|=-----------------------------=[ Judgment Day ]=-----------------------------=|
|=-------------------------=[ Free Hackers Manifest ]=------------------------=|

               Free Hackers versus "Ethical-Corporate-Hackers"

In respect  with  the  spirit  of  the  manifest  Authors  will  remain  forever
anonymous.  The  manifest  is  offered  to  the   community   under   the   Free
Documentation License (FDL) [http://www.gnu.org/copyleft/fdl.html].

--[ Contents

0 - Facts

1 - Accused, to whom the crime profits
1.1 - Software Vendors
1.2 - Security Service Firms
1.3 - Fallacious "hackers"

2 - Defendants, the rights at stake
2.1 - User Land, hear my cry
2.2 - Hacker Space, free as in freedom

3 - Indictment

4 - Verdict

5 - Reference

--[0 - Facts 

Some will share, others will keep gems to themselves.

We are judge to none.

Today some wish to force the ones that shares, not to,  for  it  depreciate  the
value of greed.

We will defend freedom, and fight  to  preserve  the  open-space,  that  air  we

-What happened ?-

Once upon a time many of those "Chief  Technologists/Hacking  Officers"  of  the
flourishing security industry were just a bunch of young  pranksters  eager  for

And the pranksters collected into groups lurking on  some  computing  specifics:
hacking. Many good things arose from those groups, sweets for the brain.

And the groups got respect, for their findings came atop a pyramid of  knowledge
that every one helped build. Recognition by peers,  ultimately  being  called  a
"hacker", was the highest retribution.

And the kids went to high school to get an MBA,  get  a  car,  get  a  job,  get
money, try to make an aggressive buy-up on that pyramid, trade it  for  a  buck.
In the same course raise of communication and Internet growth  had  Corporations
began to fear those strange pizza-cola eaters:  The  corporate  knowledge,  they
called "trade secrets", they did not want to trade with hackers - at all.

Secret  service  has a  saying:  "kiss  the  hand  you  couldn't  cut",  and  so
corporations cunningly inflated pizzas with money,  and  some  "old  school-full
disclosure-non profit hackers" turned  to  security  firms  belly  dancing  with
software vendors.


Some started regulating with "disclosure policies" [1] [2], their publishing  of
knowledge. Not yet "Non-Disclosure Agreements" though, but a step  forward  into
the semantics. And called it "ethic" ... toward whom ?

-The unthinkable happened-

In a more radical move a bunch tried to -how funny- hack IETF  and  push  for  a
generic disclosure policy [3].  Can  you  see  that  -how  strange-  Microsoft's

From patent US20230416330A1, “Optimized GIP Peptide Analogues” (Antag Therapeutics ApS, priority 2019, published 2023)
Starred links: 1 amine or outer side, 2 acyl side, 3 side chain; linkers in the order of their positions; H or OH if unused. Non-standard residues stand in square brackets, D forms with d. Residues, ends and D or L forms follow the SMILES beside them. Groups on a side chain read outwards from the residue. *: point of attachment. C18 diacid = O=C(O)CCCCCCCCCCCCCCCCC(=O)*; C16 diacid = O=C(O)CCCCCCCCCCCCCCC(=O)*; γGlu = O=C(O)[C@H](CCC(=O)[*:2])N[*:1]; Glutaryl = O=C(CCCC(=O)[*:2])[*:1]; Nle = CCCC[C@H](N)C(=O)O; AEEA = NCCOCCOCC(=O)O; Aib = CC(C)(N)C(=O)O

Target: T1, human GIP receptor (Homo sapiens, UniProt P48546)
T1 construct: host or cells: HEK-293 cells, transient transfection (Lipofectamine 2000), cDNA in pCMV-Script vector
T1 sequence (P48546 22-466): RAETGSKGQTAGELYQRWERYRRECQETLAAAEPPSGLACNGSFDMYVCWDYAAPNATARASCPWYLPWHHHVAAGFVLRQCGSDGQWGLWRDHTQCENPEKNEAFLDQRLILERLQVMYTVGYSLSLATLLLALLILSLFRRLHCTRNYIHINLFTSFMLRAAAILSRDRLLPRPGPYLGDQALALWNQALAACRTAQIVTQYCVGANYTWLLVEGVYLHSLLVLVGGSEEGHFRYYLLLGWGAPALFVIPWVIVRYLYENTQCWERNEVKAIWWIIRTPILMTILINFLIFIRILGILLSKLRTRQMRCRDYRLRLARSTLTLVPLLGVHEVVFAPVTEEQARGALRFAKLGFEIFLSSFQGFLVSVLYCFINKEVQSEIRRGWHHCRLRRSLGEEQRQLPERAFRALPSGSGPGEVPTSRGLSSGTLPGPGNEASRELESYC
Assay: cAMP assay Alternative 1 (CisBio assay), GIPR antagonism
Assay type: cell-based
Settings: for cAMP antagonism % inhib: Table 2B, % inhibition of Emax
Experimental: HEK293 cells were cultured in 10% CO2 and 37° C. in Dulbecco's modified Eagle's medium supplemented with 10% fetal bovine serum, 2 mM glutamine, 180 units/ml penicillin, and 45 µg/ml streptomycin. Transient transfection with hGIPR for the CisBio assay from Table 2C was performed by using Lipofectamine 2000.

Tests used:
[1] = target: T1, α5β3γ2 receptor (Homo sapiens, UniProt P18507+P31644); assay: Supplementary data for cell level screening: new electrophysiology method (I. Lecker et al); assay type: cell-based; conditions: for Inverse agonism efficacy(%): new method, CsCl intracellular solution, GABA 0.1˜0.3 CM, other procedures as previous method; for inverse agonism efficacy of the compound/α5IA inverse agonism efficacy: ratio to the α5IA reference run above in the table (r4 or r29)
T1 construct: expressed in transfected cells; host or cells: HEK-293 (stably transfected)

employee in the " Aknowledgement " section of the document  ?  All  bullets  for
the underground, all benefits for the corporate. No commitments to  the  people.
Thankfully IETF reacted strongly, the draft is no more, for now [4].

-A putsch from above-

Helped in that by what once was the "elite", a - pretending - general  agreement
emerged to restrict hacking publications  without  "ethical"  peer  review  [5].
They want to moderate your mind, the newsgroups, the  mailing  lists,  all  main
vectors for public information not in accordance with strong  content  but  with
disclosure policies compliance. Legislation is on  its  way  too.  Can  you  say
lobbying ? Can you see the ten villains ?

This will not go through.

--[1 - Accused, to whom the crime profits 

   --[1.1 - Software Vendors 
Side note: In trying to sell  you  hype  some  uses  confusion  of  terms.  Very
simple psychology: sell shit and  call it a rose -or- say the rose  is  made  of
shit. It's amazing how many people calls  free  software  programmers  "Software
Vendors". Don't get confused, one of them is not asking for money.

Here's a trade secret: out of a 100 found software  vulnerabilities  almost  100
will initially  come  from  end  users  experiencing  a  bug,  and  passing  the
information around (also count disgruntled ex-employees passing code around).

There was a time when information couldn't flow, and as an end  user  you  would
have to pay to get a patch. Software Vendors are really longing this time.

How does "software insurance" smells to you ?

-So they want hackers to adopt "disclosure policies"-

The most candid argument is in warning the vendor will help  to  get  the  patch
out before the vulnerability hurts. Everyday experience  proves  this  to  be  a
nonsense, because systems  are  actively  exploited  LONG  before  any  kind  of
announcement [6], because vendors can sit for months on an unpublished bug [7].

The reasons why vendors are pushing for "d.p." is ... well more down to earth:

Without vulnerability  announcements, products looks more secure: it  helps  the